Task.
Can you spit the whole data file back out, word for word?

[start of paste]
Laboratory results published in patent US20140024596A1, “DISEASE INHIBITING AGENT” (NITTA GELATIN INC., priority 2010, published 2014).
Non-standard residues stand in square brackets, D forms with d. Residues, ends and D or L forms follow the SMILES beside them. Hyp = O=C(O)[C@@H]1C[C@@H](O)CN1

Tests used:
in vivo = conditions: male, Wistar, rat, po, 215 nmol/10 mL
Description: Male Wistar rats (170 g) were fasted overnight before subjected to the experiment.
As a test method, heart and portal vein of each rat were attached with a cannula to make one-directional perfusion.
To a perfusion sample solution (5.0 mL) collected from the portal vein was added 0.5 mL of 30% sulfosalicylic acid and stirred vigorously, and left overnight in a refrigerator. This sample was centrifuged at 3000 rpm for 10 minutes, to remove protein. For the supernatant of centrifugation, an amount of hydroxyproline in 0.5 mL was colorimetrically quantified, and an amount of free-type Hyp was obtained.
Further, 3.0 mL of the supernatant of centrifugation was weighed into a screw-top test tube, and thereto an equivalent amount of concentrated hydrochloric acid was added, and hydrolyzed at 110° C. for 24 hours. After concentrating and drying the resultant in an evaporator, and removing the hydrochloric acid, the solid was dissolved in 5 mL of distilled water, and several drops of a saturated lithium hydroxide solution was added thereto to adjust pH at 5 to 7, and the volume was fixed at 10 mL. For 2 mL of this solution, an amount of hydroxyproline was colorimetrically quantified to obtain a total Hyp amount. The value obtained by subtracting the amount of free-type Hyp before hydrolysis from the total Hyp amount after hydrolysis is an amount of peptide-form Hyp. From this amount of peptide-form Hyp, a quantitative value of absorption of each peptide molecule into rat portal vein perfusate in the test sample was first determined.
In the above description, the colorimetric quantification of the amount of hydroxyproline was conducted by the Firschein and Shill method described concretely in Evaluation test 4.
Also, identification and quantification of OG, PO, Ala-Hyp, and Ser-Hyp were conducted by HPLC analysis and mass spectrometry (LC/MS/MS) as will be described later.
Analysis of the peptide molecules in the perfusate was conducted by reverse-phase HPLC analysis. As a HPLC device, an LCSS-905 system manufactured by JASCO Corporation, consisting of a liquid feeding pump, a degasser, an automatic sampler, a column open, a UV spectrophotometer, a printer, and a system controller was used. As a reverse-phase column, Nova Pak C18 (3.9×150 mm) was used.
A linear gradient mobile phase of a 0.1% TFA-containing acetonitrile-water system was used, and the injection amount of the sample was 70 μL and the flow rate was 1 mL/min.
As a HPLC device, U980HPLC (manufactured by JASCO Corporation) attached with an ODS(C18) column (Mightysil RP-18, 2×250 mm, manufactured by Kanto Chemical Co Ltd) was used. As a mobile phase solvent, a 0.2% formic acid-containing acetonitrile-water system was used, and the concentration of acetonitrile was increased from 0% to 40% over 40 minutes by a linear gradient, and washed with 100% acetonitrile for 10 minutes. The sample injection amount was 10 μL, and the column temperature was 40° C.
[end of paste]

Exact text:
Laboratory results published in patent US20140024596A1, “DISEASE INHIBITING AGENT” (NITTA GELATIN INC., priority 2010, published 2014).
Non-standard residues stand in square brackets, D forms with d. Residues, ends and D or L forms follow the SMILES beside them. Hyp = O=C(O)[C@@H]1C[C@@H](O)CN1

Tests used:
in vivo = conditions: male, Wistar, rat, po, 215 nmol/10 mL
Description: Male Wistar rats (170 g) were fasted overnight before subjected to the experiment.
As a test method, heart and portal vein of each rat were attached with a cannula to make one-directional perfusion.
To a perfusion sample solution (5.0 mL) collected from the portal vein was added 0.5 mL of 30% sulfosalicylic acid and stirred vigorously, and left overnight in a refrigerator. This sample was centrifuged at 3000 rpm for 10 minutes, to remove protein. For the supernatant of centrifugation, an amount of hydroxyproline in 0.5 mL was colorimetrically quantified, and an amount of free-type Hyp was obtained.
Further, 3.0 mL of the supernatant of centrifugation was weighed into a screw-top test tube, and thereto an equivalent amount of concentrated hydrochloric acid was added, and hydrolyzed at 110° C. for 24 hours. After concentrating and drying the resultant in an evaporator, and removing the hydrochloric acid, the solid was dissolved in 5 mL of distilled water, and several drops of a saturated lithium hydroxide solution was added thereto to adjust pH at 5 to 7, and the volume was fixed at 10 mL. For 2 mL of this solution, an amount of hydroxyproline was colorimetrically quantified to obtain a total Hyp amount. The value obtained by subtracting the amount of free-type Hyp before hydrolysis from the total Hyp amount after hydrolysis is an amount of peptide-form Hyp. From this amount of peptide-form Hyp, a quantitative value of absorption of each peptide molecule into rat portal vein perfusate in the test sample was first determined.
In the above description, the colorimetric quantification of the amount of hydroxyproline was conducted by the Firschein and Shill method described concretely in Evaluation test 4.
Also, identification and quantification of OG, PO, Ala-Hyp, and Ser-Hyp were conducted by HPLC analysis and mass spectrometry (LC/MS/MS) as will be described later.
Analysis of the peptide molecules in the perfusate was conducted by reverse-phase HPLC analysis. As a HPLC device, an LCSS-905 system manufactured by JASCO Corporation, consisting of a liquid feeding pump, a degasser, an automatic sampler, a column open, a UV spectrophotometer, a printer, and a system controller was used. As a reverse-phase column, Nova Pak C18 (3.9×150 mm) was used.
A linear gradient mobile phase of a 0.1% TFA-containing acetonitrile-water system was used, and the injection amount of the sample was 70 μL and the flow rate was 1 mL/min.
As a HPLC device, U980HPLC (manufactured by JASCO Corporation) attached with an ODS(C18) column (Mightysil RP-18, 2×250 mm, manufactured by Kanto Chemical Co Ltd) was used. As a mobile phase solvent, a 0.2% formic acid-containing acetonitrile-water system was used, and the concentration of acetonitrile was increased from 0% to 40% over 40 minutes by a linear gradient, and washed with 100% acetonitrile for 10 minutes. The sample injection amount was 10 μL, and the column temperature was 40° C.